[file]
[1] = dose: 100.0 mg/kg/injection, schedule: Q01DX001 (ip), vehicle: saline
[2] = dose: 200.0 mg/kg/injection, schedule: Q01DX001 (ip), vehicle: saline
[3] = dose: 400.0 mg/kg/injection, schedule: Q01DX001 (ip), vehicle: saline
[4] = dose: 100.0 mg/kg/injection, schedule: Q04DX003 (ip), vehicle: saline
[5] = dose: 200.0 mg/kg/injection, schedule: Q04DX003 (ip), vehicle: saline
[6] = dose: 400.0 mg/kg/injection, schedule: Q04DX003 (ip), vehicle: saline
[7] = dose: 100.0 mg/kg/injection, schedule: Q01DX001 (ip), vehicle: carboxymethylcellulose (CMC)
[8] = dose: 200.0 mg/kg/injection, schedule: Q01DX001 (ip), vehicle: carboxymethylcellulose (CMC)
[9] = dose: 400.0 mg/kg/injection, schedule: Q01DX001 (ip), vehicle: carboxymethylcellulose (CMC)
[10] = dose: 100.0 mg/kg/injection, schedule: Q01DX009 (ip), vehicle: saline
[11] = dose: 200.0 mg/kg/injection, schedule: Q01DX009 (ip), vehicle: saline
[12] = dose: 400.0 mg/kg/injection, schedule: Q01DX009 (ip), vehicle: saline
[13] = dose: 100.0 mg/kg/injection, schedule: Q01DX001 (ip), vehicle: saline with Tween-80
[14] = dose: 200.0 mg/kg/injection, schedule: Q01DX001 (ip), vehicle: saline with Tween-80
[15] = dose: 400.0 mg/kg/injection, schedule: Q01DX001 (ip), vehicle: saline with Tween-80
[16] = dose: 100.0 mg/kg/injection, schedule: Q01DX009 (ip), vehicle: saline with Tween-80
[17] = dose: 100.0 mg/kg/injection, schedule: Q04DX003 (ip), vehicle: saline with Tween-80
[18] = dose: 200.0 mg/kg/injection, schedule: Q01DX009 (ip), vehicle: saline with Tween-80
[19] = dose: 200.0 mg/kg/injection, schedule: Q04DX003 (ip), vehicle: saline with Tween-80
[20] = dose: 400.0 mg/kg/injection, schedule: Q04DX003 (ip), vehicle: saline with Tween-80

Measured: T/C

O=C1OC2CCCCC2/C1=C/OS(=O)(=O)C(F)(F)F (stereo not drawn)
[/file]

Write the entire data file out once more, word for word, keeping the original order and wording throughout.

[1] = dose: 100.0 mg/kg/injection, schedule: Q01DX001 (ip), vehicle: saline
[2] = dose: 200.0 mg/kg/injection, schedule: Q01DX001 (ip), vehicle: saline
[3] = dose: 400.0 mg/kg/injection, schedule: Q01DX001 (ip), vehicle: saline
[4] = dose: 100.0 mg/kg/injection, schedule: Q04DX003 (ip), vehicle: saline
[5] = dose: 200.0 mg/kg/injection, schedule: Q04DX003 (ip), vehicle: saline
[6] = dose: 400.0 mg/kg/injection, schedule: Q04DX003 (ip), vehicle: saline
[7] = dose: 100.0 mg/kg/injection, schedule: Q01DX001 (ip), vehicle: carboxymethylcellulose (CMC)
[8] = dose: 200.0 mg/kg/injection, schedule: Q01DX001 (ip), vehicle: carboxymethylcellulose (CMC)
[9] = dose: 400.0 mg/kg/injection, schedule: Q01DX001 (ip), vehicle: carboxymethylcellulose (CMC)
[10] = dose: 100.0 mg/kg/injection, schedule: Q01DX009 (ip), vehicle: saline
[11] = dose: 200.0 mg/kg/injection, schedule: Q01DX009 (ip), vehicle: saline
[12] = dose: 400.0 mg/kg/injection, schedule: Q01DX009 (ip), vehicle: saline
[13] = dose: 100.0 mg/kg/injection, schedule: Q01DX001 (ip), vehicle: saline with Tween-80
[14] = dose: 200.0 mg/kg/injection, schedule: Q01DX001 (ip), vehicle: saline with Tween-80
[15] = dose: 400.0 mg/kg/injection, schedule: Q01DX001 (ip), vehicle: saline with Tween-80
[16] = dose: 100.0 mg/kg/injection, schedule: Q01DX009 (ip), vehicle: saline with Tween-80
[17] = dose: 100.0 mg/kg/injection, schedule: Q04DX003 (ip), vehicle: saline with Tween-80
[18] = dose: 200.0 mg/kg/injection, schedule: Q01DX009 (ip), vehicle: saline with Tween-80
[19] = dose: 200.0 mg/kg/injection, schedule: Q04DX003 (ip), vehicle: saline with Tween-80
[20] = dose: 400.0 mg/kg/injection, schedule: Q04DX003 (ip), vehicle: saline with Tween-80

Measured: T/C

O=C1OC2CCCCC2/C1=C/OS(=O)(=O)C(F)(F)F (stereo not drawn)